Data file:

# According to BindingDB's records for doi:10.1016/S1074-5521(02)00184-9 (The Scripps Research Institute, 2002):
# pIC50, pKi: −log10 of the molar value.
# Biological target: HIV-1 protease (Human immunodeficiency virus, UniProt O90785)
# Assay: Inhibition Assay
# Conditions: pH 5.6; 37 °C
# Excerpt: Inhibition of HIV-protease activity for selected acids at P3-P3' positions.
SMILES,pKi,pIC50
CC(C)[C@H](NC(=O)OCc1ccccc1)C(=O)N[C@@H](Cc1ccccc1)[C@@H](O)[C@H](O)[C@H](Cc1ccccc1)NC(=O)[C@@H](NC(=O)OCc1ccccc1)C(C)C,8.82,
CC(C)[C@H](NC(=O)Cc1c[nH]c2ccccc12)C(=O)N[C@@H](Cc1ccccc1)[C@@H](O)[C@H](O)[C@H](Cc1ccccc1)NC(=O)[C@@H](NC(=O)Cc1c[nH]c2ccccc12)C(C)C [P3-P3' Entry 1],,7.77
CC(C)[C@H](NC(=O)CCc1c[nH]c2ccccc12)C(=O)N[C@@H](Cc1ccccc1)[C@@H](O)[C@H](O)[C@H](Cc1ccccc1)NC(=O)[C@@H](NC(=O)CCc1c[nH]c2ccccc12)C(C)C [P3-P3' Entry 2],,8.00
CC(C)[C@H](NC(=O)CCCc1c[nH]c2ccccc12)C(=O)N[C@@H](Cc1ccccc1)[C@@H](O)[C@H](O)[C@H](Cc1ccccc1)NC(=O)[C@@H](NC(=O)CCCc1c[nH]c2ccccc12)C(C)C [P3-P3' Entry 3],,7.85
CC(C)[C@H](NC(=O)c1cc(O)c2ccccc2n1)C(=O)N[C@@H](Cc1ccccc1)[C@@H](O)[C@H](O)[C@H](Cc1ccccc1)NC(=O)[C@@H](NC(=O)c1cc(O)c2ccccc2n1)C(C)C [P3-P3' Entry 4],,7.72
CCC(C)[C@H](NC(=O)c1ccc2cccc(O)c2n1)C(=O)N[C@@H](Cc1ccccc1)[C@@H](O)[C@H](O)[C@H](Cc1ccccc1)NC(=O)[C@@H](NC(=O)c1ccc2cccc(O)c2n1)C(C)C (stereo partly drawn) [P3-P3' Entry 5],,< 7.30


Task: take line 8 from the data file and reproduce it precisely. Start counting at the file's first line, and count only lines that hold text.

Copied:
CC(C)[C@H](NC(=O)OCc1ccccc1)C(=O)N[C@@H](Cc1ccccc1)[C@@H](O)[C@H](O)[C@H](Cc1ccccc1)NC(=O)[C@@H](NC(=O)OCc1ccccc1)C(C)C,8.82,